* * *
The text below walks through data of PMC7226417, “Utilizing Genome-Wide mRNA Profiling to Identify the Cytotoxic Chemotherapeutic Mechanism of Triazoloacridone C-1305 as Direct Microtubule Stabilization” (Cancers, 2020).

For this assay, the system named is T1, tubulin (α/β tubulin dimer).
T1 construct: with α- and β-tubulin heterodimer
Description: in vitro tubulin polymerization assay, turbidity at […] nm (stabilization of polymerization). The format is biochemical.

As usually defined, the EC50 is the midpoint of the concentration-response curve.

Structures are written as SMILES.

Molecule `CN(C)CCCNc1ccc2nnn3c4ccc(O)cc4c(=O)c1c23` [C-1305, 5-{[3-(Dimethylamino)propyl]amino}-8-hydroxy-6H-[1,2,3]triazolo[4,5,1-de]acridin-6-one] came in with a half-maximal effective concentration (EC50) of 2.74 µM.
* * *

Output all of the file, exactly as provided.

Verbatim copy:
The text below walks through data of PMC7226417, “Utilizing Genome-Wide mRNA Profiling to Identify the Cytotoxic Chemotherapeutic Mechanism of Triazoloacridone C-1305 as Direct Microtubule Stabilization” (Cancers, 2020).

For this assay, the system named is T1, tubulin (α/β tubulin dimer).
T1 construct: with α- and β-tubulin heterodimer
Description: in vitro tubulin polymerization assay, turbidity at […] nm (stabilization of polymerization). The format is biochemical.

As usually defined, the EC50 is the midpoint of the concentration-response curve.

Structures are written as SMILES.

Molecule `CN(C)CCCNc1ccc2nnn3c4ccc(O)cc4c(=O)c1c23` [C-1305, 5-{[3-(Dimethylamino)propyl]amino}-8-hydroxy-6H-[1,2,3]triazolo[4,5,1-de]acridin-6-one] came in with a half-maximal effective concentration (EC50) of 2.74 µM.